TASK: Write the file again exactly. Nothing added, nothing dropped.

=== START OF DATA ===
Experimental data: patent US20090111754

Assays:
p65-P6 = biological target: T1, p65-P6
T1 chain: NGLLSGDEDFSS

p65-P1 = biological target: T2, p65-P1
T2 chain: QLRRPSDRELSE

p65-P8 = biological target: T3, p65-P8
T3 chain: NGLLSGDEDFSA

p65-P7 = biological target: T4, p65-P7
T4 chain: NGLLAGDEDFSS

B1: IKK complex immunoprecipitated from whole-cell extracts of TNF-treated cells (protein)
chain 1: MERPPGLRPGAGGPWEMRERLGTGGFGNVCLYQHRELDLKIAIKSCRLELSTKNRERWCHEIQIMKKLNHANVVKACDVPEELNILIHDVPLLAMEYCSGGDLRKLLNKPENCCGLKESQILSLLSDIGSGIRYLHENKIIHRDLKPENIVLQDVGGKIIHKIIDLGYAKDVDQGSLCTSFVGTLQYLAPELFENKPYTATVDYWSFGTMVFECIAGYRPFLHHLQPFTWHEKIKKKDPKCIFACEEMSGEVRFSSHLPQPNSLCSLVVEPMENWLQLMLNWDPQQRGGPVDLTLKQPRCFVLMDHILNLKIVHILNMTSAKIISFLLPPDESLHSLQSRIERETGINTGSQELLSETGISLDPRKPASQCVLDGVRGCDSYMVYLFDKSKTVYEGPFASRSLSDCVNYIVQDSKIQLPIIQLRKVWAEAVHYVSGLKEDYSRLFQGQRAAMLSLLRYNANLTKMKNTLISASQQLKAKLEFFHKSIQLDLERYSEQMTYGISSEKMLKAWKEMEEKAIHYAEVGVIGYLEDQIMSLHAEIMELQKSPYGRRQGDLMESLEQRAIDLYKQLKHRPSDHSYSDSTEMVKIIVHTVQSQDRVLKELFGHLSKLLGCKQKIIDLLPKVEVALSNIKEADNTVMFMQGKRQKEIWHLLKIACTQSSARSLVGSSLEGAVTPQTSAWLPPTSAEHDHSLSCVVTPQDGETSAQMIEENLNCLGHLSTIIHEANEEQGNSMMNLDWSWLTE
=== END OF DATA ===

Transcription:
Experimental data: patent US20090111754

Assays:
p65-P6 = biological target: T1, p65-P6
T1 chain: NGLLSGDEDFSS

p65-P1 = biological target: T2, p65-P1
T2 chain: QLRRPSDRELSE

p65-P8 = biological target: T3, p65-P8
T3 chain: NGLLSGDEDFSA

p65-P7 = biological target: T4, p65-P7
T4 chain: NGLLAGDEDFSS

B1: IKK complex immunoprecipitated from whole-cell extracts of TNF-treated cells (protein)
chain 1: MERPPGLRPGAGGPWEMRERLGTGGFGNVCLYQHRELDLKIAIKSCRLELSTKNRERWCHEIQIMKKLNHANVVKACDVPEELNILIHDVPLLAMEYCSGGDLRKLLNKPENCCGLKESQILSLLSDIGSGIRYLHENKIIHRDLKPENIVLQDVGGKIIHKIIDLGYAKDVDQGSLCTSFVGTLQYLAPELFENKPYTATVDYWSFGTMVFECIAGYRPFLHHLQPFTWHEKIKKKDPKCIFACEEMSGEVRFSSHLPQPNSLCSLVVEPMENWLQLMLNWDPQQRGGPVDLTLKQPRCFVLMDHILNLKIVHILNMTSAKIISFLLPPDESLHSLQSRIERETGINTGSQELLSETGISLDPRKPASQCVLDGVRGCDSYMVYLFDKSKTVYEGPFASRSLSDCVNYIVQDSKIQLPIIQLRKVWAEAVHYVSGLKEDYSRLFQGQRAAMLSLLRYNANLTKMKNTLISASQQLKAKLEFFHKSIQLDLERYSEQMTYGISSEKMLKAWKEMEEKAIHYAEVGVIGYLEDQIMSLHAEIMELQKSPYGRRQGDLMESLEQRAIDLYKQLKHRPSDHSYSDSTEMVKIIVHTVQSQDRVLKELFGHLSKLLGCKQKIIDLLPKVEVALSNIKEADNTVMFMQGKRQKEIWHLLKIACTQSSARSLVGSSLEGAVTPQTSAWLPPTSAEHDHSLSCVVTPQDGETSAQMIEENLNCLGHLSTIIHEANEEQGNSMMNLDWSWLTE